When the World Goes Away

It looked different now.

Carla stared out at the sea, standing on the almost empty beach. Already the scene flickered in and out of focus like a poor TV signal on a stormy night.

A dog barked nearby. She shifted to see the dog, a young Labrador, barking at the waves as they rolled towards it. The dog leapt back and Carla saw a young couple walking towards her. They did not acknowledge her.

Carla stood still, waiting.

The couple did not notice her. The woman was young, mid-twenties or so. She was already losing focus to Clara. The young woman shivered as she walked through Clara standing there on the beach.

The man whispered something into the young woman’s ear, she slapped his chest, laughing.

Clara herself shivered too as she watched the couple walking away. She could still feel the tingle, like static, where the young woman had walked through her. It felt like all the tiny hairs on her body were standing on edge.

The Labrador bounded up to her, wagging its tale. Carla smiled back at it and the dog barked back.

Carla crouched down to fuss the dog. The dog leapt back as Carla touched his back, the fur flickering and undulating under her touch.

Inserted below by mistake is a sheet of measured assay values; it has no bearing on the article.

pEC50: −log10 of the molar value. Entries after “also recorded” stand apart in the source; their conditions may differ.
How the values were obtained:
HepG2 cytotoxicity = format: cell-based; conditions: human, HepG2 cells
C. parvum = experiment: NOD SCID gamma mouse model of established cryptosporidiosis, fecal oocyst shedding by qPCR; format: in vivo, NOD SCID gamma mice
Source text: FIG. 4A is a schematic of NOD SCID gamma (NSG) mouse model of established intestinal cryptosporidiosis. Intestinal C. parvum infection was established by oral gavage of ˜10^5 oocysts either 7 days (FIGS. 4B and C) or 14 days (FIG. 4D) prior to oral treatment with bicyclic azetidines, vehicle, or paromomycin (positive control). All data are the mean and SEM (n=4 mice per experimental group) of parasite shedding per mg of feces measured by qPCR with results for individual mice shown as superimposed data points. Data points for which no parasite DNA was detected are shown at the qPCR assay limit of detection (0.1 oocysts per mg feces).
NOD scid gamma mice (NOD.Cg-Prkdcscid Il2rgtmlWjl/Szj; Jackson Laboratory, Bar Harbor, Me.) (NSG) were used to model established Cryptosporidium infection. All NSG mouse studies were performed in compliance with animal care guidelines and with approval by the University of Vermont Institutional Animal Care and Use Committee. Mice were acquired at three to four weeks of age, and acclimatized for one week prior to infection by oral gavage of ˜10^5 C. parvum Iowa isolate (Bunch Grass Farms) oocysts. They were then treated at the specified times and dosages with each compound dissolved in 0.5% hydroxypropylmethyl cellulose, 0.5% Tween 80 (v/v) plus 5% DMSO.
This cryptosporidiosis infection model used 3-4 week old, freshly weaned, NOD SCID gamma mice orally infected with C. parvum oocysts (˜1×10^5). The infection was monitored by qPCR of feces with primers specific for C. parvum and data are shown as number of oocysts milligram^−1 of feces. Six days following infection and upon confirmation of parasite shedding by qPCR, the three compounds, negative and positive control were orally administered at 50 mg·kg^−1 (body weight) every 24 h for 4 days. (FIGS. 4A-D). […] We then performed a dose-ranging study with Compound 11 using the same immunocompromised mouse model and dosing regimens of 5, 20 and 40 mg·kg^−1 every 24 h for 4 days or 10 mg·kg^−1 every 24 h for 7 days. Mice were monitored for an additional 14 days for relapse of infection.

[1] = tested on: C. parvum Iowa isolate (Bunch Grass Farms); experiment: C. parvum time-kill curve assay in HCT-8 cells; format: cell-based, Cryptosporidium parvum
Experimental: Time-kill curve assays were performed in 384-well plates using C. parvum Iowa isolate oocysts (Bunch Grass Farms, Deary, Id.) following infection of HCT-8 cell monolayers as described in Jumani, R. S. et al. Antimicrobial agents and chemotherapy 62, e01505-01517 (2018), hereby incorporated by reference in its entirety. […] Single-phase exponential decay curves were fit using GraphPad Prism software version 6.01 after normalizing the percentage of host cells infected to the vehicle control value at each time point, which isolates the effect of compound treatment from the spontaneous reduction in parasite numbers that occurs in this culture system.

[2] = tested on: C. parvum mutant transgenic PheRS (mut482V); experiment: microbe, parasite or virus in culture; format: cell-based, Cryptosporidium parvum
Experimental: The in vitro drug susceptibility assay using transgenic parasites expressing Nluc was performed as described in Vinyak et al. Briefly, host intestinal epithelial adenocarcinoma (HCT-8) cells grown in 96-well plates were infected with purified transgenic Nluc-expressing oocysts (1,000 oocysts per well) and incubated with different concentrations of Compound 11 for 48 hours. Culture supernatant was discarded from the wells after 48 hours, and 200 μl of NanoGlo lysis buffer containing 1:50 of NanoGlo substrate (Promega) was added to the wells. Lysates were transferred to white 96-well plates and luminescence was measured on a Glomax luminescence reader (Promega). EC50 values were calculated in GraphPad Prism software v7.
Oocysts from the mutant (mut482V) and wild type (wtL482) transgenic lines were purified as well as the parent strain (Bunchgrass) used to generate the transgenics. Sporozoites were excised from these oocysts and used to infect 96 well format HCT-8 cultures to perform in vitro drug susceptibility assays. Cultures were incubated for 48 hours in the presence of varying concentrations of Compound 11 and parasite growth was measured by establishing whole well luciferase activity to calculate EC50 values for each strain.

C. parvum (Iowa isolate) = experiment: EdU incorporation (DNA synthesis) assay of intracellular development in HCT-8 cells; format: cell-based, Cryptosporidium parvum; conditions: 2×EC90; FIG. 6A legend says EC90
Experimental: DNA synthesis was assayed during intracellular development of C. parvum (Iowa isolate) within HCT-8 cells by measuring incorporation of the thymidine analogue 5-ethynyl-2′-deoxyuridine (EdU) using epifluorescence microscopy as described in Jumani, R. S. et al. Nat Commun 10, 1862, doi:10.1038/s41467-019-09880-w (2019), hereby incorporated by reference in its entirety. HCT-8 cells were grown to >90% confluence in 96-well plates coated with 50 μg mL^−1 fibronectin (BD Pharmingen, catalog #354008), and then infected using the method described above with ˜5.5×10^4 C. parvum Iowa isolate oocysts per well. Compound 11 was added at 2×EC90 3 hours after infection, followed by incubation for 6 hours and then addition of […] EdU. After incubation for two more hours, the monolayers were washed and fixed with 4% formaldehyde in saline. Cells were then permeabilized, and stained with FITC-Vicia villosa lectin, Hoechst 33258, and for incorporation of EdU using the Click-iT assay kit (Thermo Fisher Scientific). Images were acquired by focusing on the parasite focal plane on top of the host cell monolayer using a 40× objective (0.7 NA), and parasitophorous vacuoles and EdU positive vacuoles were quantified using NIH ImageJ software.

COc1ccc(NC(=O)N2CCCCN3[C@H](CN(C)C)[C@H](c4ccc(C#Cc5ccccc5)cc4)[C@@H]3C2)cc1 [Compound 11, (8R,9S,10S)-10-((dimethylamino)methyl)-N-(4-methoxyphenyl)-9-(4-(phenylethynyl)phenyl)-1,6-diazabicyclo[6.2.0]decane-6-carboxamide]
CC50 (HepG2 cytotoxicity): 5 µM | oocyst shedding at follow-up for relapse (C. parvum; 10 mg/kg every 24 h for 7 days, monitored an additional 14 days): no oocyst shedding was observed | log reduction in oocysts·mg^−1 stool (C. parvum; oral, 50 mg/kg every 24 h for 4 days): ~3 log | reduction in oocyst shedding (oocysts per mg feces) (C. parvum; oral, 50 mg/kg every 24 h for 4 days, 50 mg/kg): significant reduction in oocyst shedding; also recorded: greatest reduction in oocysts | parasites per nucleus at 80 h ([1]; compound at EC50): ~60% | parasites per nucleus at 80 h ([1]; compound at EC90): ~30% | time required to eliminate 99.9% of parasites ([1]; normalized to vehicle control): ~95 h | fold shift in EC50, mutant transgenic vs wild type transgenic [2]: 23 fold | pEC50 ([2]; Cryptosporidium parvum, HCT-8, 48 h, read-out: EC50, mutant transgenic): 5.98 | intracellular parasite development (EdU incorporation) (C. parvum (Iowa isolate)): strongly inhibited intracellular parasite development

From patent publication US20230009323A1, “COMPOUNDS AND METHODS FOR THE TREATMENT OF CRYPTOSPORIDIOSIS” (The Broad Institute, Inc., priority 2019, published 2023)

The dog stared back at her.

‘Benny, come on!’ The man, half-turned as he called.

The dog gave Carla a long sad stare and then turned back, racing through the shallow water back until it was by the couple.

Carla watched them go, watched them fading slowly as they walked, as though they were disappearing into a mist.

She turned to look back at the horizon, it was moving closer, perceptibly so, now. The world was leaving her, going away.

At least, that was what it felt like. Carla assumed though that it would be her, leaving this world behind. But it didn’t feel like that. It hadn’t felt like that since it began. The world was moving away from her, it was not Carla moving away from the world.

She first noticed the world fading slowly away from her a month or more ago. At first, it faded only a little bit at a time, but then increased slowly.

Carla had been invisible to people for almost a week now.

She’d stood naked for over an hour in the village pub last Friday night, its busiest night of the week. Not even Alan, her recent lover had noticed her, even when she sat on his lap and drank from his beer glass.

Carla looked up and noticed that the world behind the beach was gone. The sea was now only a few dozen yards wide from her feet to the horizon.

She wondered, yet again, what would happen to her when this whole world disappeared.

 

Published by David Hadley

A Bloke. Occasionally points at ducks.

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